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Contractor V. Newfield Problem Solution

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Contractor v. Newfield Problem Solution

Facts: Weldon Newfield contracted to have a custom home built. As a part of the $270,000 contract, Weldon had a list specifying the materials that were to be used in the construction. While Newfield was in Europe the contractor was unable to find "Reading Copper Pipe," one of the items specified in the contract. Unable to reach Newfield, and with limited time remaining to complete the project, the contractor decided to use another brand of copper pipe. After returning from his trip, Newfield learned of the problem and refused to pay the remaining $235,000 due on the contract.

Issue: Can Newfield refuse to pay the remainder of the contract? Did the contractor fail to perform on the contract?

Rule: If a contractual duty has not been discharged or excused, the contracting party owes an absolute duty to perform. There are 3 types of performance of a contract:

Complete Performance- The contract is discharged by the complete and strict performance of the contracting parties, with each meeting the agreed upon conditions set forth in the contract.

Substantial Performance (Minor Breach)- Occurs when the contract is discharged with only a slight deviation from the agreed upon terms.

Inferior Performance (Material Breach) - occurs when a party to a contract renders an inferior performance of their contractual obligation which impairs or destroys the essence of the contract.

Application: The contractor failed to use the appropriate materials as outlined in the contract. Therefore there was no complete performance of the contract. Newfield may argue that piping cannot be replaced without tearing down the entire structure, including its foundation, constituting a material breach of contract. Newfield will have to prove that the materials used were of inferior quality and compromised the essence of the contract i.e. made the home unlivable. Assuming Newfield is unable to do this, the contractor may argue that even though they did not use the specified copper piping, all other specified materials and conditions set forth in the contract were met, showing there was substantial performance of the contract with only a slight deviation.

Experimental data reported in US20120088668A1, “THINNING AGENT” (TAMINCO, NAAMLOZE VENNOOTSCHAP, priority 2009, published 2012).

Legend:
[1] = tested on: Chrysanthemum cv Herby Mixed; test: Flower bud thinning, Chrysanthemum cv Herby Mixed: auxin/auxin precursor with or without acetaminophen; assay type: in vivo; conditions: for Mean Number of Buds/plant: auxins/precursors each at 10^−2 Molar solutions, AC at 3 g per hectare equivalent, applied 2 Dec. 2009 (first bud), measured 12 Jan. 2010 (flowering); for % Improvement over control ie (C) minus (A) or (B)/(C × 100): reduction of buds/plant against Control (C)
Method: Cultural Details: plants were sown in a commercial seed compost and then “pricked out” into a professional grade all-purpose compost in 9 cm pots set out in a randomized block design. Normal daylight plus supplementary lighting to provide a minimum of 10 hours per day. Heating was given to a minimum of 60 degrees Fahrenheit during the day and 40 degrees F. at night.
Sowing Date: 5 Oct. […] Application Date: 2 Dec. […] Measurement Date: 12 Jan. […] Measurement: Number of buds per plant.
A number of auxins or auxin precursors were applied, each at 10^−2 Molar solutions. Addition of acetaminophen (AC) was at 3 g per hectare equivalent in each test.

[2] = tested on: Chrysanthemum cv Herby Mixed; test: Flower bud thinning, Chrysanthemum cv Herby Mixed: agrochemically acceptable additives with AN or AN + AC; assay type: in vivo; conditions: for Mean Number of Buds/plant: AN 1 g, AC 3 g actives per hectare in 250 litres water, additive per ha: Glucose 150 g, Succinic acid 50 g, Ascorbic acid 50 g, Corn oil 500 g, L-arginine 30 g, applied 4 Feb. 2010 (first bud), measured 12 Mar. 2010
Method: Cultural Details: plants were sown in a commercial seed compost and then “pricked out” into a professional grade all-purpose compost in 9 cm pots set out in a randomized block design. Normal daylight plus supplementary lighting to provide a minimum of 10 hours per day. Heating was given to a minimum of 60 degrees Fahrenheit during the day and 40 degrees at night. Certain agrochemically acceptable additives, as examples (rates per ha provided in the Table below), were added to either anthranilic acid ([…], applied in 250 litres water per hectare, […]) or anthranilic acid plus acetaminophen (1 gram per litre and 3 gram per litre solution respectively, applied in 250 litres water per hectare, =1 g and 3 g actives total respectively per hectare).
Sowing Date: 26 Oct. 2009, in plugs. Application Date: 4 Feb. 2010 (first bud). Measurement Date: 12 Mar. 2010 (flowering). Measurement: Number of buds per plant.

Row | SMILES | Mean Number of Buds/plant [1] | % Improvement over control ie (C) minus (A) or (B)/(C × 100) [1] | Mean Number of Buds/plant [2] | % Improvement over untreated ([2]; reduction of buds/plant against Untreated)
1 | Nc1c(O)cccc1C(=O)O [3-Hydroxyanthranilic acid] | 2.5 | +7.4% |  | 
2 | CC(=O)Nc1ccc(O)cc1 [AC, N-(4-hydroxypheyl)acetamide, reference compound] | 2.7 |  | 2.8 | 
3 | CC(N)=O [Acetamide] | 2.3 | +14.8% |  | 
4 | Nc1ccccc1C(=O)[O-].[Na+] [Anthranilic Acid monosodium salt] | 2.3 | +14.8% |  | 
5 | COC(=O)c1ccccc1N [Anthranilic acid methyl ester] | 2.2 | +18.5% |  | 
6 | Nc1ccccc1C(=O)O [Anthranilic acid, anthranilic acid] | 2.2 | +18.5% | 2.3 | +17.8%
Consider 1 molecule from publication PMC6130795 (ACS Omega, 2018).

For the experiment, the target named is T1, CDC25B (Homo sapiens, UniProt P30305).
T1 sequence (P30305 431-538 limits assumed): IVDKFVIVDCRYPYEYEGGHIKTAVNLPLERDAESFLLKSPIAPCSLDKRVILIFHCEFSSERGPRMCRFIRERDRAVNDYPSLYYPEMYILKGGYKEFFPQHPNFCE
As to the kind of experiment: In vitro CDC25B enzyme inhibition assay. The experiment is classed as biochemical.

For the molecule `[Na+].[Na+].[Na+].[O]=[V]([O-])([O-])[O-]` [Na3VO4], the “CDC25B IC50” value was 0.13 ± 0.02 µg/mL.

Conclusion: The court would enforce the contract and award the contractor the remainder of the contract minus any costs Newfield would reasonably incur to replace the copper piping and the difference in the costs of materials. If Newfield were able to prove that the home was made unlivable with the contractor's use of "inferior" piping, Newfield would be able to rescind the contract and would also be able to seek compensatory damages resulting from the demolition of the now defunct structure and costs of rebuilding the home, but also any consequential damages such as personal losses incurred by Newfield i.e. renting a house or



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